PART 2: UT-led “Tennessee Digital Jobs Factory” evolved from a long-standing collaboration

(EDITOR’S NOTE: This is the final article in a two-part series focused on a how two separate Knoxville initiatives addressing workforce needs are also coming together.)

By Tom Ballard, Chief Alliance Officer, PYA

As noted in the first article in this series that published on Saturday in Teknovation Weekend, a University of Tennessee (UT)-led initiative called the “Tennessee Digital Jobs Factory” (TDJF) is playing a significant role as a partner for one of the three tracks of Pellissippi State Community College’s “Reimagine Your Career” initiative.

And, for two of the four key players at UT, it’s a continuation of an on-going collaboration.

“Dr. (Ken) Gilbert and I have been co-conspirators for a longtime,” Heather Morgan says of the former University of Tennessee, Knoxville Professor and Chair of the Business Analytics and Statistics Program in the Haslam College of Business. “He started the business analytics program at UT, the first in the country.”

While Gilbert officially retired from his faculty role in 2015, he continues to be active in a variety of UT-related initiatives. The latest is the TDJF effort where he has teamed with Morgan, a former student of Gilbert’s and now an Assistant Vice President for Research, Outreach and Economic Development for the UT System, and Lynn Youngs, Executive Director of UT Knoxville’s Anderson Center for Entrepreneurship and Innovation.

Morgan attributes TDJF to Gilbert’s vision to transform people’s lives through greatly improved digital skills. They first started discussing the concept in Summer 2019, months before COVID-19 was on the radar. Their goal was to provide free vocational training in digital technology, focusing on the underprivileged, the unemployed, and the underemployed.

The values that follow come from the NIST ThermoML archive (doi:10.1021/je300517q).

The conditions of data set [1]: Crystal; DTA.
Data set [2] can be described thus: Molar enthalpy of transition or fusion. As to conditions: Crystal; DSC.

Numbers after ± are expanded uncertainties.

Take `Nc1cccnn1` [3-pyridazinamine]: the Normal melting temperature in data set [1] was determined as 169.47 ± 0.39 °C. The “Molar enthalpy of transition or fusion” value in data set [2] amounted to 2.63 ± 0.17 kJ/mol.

As Gilbert said, it’s a matter of the have and have nots.

“Digital skills reflect the economic divide in the country,” he says, adding, “It’s destroying some jobs and creating others. There’s a huge shortage of people in areas like AI (artificial intelligence), cybersecurity, and data visualization. Those skills can be taught to anyone with the right aptitude.”

To achieve its goals, TDJF leverages online content from Amazon Web Services, Microsoft, Google, and other creators of high-quality online digital skills training. TDJF also provides the local support students need to complete the training and find a job.

“Our efforts were accelerated by the pandemic,” Morgan explained, noting that students were experiencing internship and job offers being rescinded. “We had a model that we thought would work. It was also a useful and marketable way (for students) to use their time and gain a certification.”

So, following the Silicon Valley culture, she says they decide to “move fast and break things.” The model was cohort and mentor-based with a schedule and milestones to be completed. The first two courses were launched in May 2020 and others have followed. The group is driven by its core principles (TDJF Principles) that include practicality and pragmatism, curated and applied curriculum, economic development, intellectual breadth and creativity, launching careers and endeavors, flexible and adaptable curriculum, and learning through service.

Until the collaboration with Pellissippi State, the focus has been mostly internal on UT, Knoxville students where they could gain certifications to enhance their resumes and the prospects of securing top jobs.

Gilbert describes the collaborators as the “leaky pipes group,” explaining that there are many opportunities for individuals to gain digital skills, but “there’s only a trickle coming out the other end.” With mentors, goals and schedule, he believes the trickle can become a stream.

“We are here to serve . . . to fill gaps,” Morgan says, with Gilbert adding, “The country needs an army of people to put existing technology to use.”

TDJF is a collaboration among people who share a passion for creating pathways to careers in data technology. In addition to Morgan, Gilbert, and Youngs, Jay Eckles and Randall Granier are key players. The former is Group Lead for Web Services at Oak Ridge National Laboratory and a part-time lecturer at UTK. Granier is a Principal Solution Architect at AT&T Labs and an Adjunct Professor of Software Engineering at Regis University. Both will be teaching in Pellissippi’s Reimagine Your Career Program.

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